How to teach your teenager to save money
As a parent, you want your teenager to be successful in life. One of the most important things you can teach them is how to save money.
If you don't teach them how to do it themselves, they will likely learn the hard way – by making mistakes with their finances that can be costly and difficult to recover from.
Teaching your teenager to have a savings plan may seem like a difficult task, but it can be done with a little bit of guidance.
This article will give you tips for helping your teenager develop a savings plan and learn how to spend their funds wisely. Follow these steps, and you will see a positive change in your teenager's financial future!
What are teens buying these days?
Gen Z teenagers spend about $151 per month, but it likely differs greatly by age and socioeconomic status.
Approximately 2/3 of men in Gen Z consider games and related gadgets such as a gaming console as core components of their identities. Fast food, beauty products, and clothing can also be purchased by young people.
What do teenagers do with their funds?
Many teenagers save their allowances, while others expend it all as soon as they get it. Teenagers who spend their funds usually are influenced by many following factors. Here are just some of them.
Teens Spending Online in Just One-Click
Thanks to Amazon or iTunes, teen shoppers know nothing of the world without a simple buy, but the downside is that paying with the click of a mouse or just touching their cell phone screen doesn't allow them to realize how much they are spending.
Fast food and fancy coffee
Food is often the main expense for teenage boys and second for females. They're not afraid to consume $10 to order spicy chicken sandwiches at Chick-fil-A or $2 for chips from the vending machines.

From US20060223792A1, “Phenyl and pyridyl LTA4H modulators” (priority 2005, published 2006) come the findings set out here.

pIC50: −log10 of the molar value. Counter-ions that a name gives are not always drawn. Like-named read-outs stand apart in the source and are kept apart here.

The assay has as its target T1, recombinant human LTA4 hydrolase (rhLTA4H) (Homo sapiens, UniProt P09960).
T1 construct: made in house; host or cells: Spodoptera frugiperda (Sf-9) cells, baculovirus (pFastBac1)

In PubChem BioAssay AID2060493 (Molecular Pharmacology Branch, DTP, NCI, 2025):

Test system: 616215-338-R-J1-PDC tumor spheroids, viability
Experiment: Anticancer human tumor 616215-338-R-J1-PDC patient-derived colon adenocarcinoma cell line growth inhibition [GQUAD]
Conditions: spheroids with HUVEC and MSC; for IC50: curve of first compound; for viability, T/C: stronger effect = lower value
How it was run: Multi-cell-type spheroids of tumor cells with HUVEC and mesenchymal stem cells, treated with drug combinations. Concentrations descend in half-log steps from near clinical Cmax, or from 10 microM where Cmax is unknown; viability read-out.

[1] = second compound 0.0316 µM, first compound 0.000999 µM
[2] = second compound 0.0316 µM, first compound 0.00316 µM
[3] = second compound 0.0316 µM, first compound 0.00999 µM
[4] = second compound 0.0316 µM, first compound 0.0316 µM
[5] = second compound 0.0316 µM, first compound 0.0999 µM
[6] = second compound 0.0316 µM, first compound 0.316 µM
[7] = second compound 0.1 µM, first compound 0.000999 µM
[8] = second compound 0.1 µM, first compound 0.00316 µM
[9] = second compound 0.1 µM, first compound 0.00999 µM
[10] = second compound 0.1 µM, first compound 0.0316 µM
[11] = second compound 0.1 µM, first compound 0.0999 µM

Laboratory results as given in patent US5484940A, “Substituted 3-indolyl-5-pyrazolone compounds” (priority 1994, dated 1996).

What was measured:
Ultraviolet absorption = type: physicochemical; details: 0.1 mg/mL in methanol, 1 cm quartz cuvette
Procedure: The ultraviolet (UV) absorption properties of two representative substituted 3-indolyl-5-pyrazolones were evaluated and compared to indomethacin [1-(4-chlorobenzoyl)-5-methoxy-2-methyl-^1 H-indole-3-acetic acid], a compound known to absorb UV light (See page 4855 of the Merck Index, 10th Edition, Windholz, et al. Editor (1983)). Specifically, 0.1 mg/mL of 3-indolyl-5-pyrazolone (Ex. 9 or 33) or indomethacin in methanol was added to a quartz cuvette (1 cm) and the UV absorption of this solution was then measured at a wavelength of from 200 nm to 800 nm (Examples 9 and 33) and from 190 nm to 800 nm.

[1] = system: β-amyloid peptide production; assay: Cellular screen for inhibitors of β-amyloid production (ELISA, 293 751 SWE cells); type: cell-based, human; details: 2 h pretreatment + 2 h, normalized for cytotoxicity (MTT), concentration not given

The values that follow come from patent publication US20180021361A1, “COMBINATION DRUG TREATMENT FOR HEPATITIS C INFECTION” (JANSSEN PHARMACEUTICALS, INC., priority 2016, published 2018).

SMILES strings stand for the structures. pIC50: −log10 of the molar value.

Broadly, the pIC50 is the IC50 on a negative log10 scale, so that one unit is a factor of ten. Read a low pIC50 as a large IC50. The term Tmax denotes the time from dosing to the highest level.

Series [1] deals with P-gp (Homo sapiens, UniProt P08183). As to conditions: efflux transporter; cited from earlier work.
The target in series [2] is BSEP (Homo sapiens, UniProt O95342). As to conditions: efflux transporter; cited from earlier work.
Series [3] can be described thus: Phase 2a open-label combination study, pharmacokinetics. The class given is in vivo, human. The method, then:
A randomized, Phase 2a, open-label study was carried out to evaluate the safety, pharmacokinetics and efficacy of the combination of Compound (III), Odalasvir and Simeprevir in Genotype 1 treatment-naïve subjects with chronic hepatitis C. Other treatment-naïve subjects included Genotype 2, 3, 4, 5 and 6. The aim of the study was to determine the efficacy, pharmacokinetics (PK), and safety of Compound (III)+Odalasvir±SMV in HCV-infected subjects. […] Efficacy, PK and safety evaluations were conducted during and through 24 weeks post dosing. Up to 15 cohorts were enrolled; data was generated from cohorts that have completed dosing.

Why did they hang out with each other all day? Afterward, there will be a $30 Cinema trip followed by a $35 dinner for two and $15 gourmet yogurt. It costs gas money for travel. Multiply this by a month, and your kid will probably go broke for some people they're likely not meeting in a couple of years.
Smartphones and Apps
In recent years, the cost of smartphones has been an important feature of the market. They have cool apps. News flash: Last year's models sat the same way they were the last year—for far less.
Trendy clothes, shoes, and cosmetics
While some young people are proud of what looks good, remind yourself that super cool outfits can go out of style if they fail.
The teenager's favorite thing to do is attend live event concerts. But concerts aren't always an affordable event, with prices ranging anywhere from $40-$100 per ticket.
Things to save up for as a teen
The Fair Labor Standards Act (FLSA) sets 14 years old as the minimum age for employment and limits the number of hours a teen under the age of 16 can work. Consequently, most teenagers are without formal sources of income, limiting the opportunities for teens to generate income.
Parents usually pay for everything their kids might need, but a 14-year-old teen should start saving for expensive things they might purchase by themselves. The teenager could find a part-time job or get a summer job that will allow them to cover their future purchases while learning how to establish realistic savings goals.
Once in high school, it's possible to think about purchasing their first car and even start saving for their future college expenses. But remember, buying a car implies way more than just paying the asking price. It's not only purchasing the car; it's maintaining the car. Make sure your teen sets aside enough cash for related expenses such as gas, tires, breaks, car insurance, and general maintenance.
Teens shouldn't just leave the now for the future.